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Toy Companies Sued for Importing Defective Products

Last week, the U.S. Department of Justice (“DOJ”) filed suit in federal court against four California companies and six individuals for importing products that violate the Federal Hazardous Substances Act (“FHSA”) and the Consumer Product Safety Act (“CPSA”).  The individuals and companies -- Toy Distribution, Inc., S&J Merchandise, Inc., BLJ Apparel, Inc. and All Season Sales, Inc. -- are accused of importing children’s products, such as dolls, toy musical instruments and toy cars, with high levels of lead, banned plasticizers known as phthalates, and small parts.  This development comes as no surprise to those of us in the product safety industry.  The DOJ, and CPSC, with the full cooperation of U.S. Customs and Border Protection (CBP), have intensified their efforts in recent years to identify violative products at U.S. ports of entry and hold repeat and/or egregious offenders accountable.

According to the government, the lawsuit was filed after the CPSC determined through an investigation that the named companies were importing and selling tainted products.  The Complaint alleges that:

  • since 2008, 61 of 66 product samples taken from Toy Distribution Inc.’s import shipments were in violation of CPSC regulations;
  • since 2010, 17 of 18 product samples taken from S&J Merchandise’s import shipments were in violation;
  • since 2012, 4 of 4 product samples taken from BLJ Apparel, Inc.’s import shipments were in violation; and
  • since 2013, 12 of 12 product samples taken from All Season Sales, Inc. were in violation.

The individuals sued along with the company co-defendants were the owners and/or managers of the businesses.  The DOJ has asked the Court to issue an injunction enjoining the six individuals and four companies from importing and selling their products.  Three of the companies, S&J Merchandise, BLJ Apparel, Inc. and All Season Sales, Inc., as well as two of the individual defendants, have agreed to settle the litigation and be bound by a consent decree that enjoins them from committing further violations of the FHSA and CPSA.   The litigation against the other defendants will continue.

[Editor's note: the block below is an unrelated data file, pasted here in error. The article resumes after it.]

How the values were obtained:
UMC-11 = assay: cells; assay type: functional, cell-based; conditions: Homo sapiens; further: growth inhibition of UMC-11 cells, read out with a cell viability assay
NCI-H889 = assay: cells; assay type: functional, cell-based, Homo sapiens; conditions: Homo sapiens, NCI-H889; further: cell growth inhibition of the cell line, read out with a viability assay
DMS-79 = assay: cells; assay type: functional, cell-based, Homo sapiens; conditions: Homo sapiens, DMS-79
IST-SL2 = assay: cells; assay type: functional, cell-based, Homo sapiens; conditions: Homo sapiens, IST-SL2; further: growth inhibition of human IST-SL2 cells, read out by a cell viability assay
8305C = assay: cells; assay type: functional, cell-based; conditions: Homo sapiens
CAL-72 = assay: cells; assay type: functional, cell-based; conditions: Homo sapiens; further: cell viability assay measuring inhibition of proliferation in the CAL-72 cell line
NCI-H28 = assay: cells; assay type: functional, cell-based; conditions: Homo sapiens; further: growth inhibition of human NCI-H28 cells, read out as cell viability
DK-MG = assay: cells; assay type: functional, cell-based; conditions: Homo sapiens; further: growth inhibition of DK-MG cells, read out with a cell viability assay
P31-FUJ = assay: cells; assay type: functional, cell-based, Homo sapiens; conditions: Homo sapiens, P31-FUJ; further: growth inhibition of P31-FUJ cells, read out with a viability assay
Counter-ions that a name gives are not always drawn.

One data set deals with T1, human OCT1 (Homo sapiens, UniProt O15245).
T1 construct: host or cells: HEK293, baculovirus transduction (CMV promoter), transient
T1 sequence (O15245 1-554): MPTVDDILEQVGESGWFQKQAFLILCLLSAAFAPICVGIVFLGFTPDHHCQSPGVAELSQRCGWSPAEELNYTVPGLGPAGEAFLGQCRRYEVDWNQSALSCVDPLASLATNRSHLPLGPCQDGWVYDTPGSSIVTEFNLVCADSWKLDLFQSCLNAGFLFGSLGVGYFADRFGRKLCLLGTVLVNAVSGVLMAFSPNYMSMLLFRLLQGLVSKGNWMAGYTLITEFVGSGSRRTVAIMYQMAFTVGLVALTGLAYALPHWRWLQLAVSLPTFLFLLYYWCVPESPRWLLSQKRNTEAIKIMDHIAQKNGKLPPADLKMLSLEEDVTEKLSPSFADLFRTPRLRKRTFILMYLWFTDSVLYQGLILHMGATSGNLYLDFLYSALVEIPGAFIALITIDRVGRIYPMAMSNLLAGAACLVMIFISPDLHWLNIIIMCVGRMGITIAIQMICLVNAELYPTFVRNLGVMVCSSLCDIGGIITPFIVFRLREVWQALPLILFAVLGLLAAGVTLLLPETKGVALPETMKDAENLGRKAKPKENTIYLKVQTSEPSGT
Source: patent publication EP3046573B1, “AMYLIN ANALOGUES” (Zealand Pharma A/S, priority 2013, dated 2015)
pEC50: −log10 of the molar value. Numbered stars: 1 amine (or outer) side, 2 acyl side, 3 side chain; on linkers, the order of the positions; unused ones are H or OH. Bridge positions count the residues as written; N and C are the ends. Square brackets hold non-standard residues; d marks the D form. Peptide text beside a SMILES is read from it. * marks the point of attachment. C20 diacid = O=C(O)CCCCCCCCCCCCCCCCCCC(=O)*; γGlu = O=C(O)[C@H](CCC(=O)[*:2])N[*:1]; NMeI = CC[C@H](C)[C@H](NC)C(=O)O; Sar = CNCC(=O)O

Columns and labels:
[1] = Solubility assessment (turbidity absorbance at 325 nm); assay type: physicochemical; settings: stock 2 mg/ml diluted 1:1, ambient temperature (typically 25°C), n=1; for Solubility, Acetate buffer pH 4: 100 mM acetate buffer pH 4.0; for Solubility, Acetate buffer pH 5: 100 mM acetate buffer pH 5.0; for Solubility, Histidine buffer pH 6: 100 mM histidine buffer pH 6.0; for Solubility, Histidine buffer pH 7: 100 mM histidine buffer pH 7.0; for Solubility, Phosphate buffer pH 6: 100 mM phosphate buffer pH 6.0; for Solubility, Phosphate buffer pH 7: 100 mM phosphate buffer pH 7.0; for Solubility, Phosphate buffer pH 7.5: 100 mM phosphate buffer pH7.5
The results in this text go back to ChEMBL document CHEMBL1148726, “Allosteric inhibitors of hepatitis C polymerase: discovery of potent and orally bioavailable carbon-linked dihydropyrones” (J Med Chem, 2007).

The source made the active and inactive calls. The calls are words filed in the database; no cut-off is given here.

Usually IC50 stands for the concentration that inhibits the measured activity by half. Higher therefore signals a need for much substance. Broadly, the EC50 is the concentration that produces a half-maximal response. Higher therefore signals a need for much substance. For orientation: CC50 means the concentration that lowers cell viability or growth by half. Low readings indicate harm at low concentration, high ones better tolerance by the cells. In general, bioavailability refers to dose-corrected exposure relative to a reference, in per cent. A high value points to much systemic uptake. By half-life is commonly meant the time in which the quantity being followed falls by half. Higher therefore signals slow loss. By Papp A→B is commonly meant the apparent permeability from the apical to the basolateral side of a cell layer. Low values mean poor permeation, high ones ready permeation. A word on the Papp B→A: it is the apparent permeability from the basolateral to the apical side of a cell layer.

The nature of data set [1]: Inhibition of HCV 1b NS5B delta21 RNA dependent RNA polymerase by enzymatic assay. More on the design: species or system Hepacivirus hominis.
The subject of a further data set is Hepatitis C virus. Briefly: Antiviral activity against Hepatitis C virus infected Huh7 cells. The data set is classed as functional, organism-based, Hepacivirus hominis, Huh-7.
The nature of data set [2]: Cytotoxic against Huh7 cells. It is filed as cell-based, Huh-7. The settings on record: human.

This enforcement action should serve as a reminder to all of us that the CPSC and CBP continue to increase their screening of imports of consumer goods at the ports – particularly children’s products.  At the end of last year, the CPSC reported that it had identified 680 shipments containing violative or defective products totaling 6.1 million units in the first half of 2013.  This number should continue to increase.  The President's budget for FY 2015 supports the CPSC’s effort to expand its import surveillance program nationally and proposes that an import surveillance user fee be enacted to off-set the cost of the program.

Additionally, companies must make sure before import and distribution that their products comply with federal (and any applicable state) product safety laws and regulations, including the lead substrate limit for children’s products (100 ppm), lead paint limit in children’s products and household furniture (90 ppm), ban on certain phthalates in children’s toys and child care articles, and ban on small parts for products intended for children under 3 years of age.


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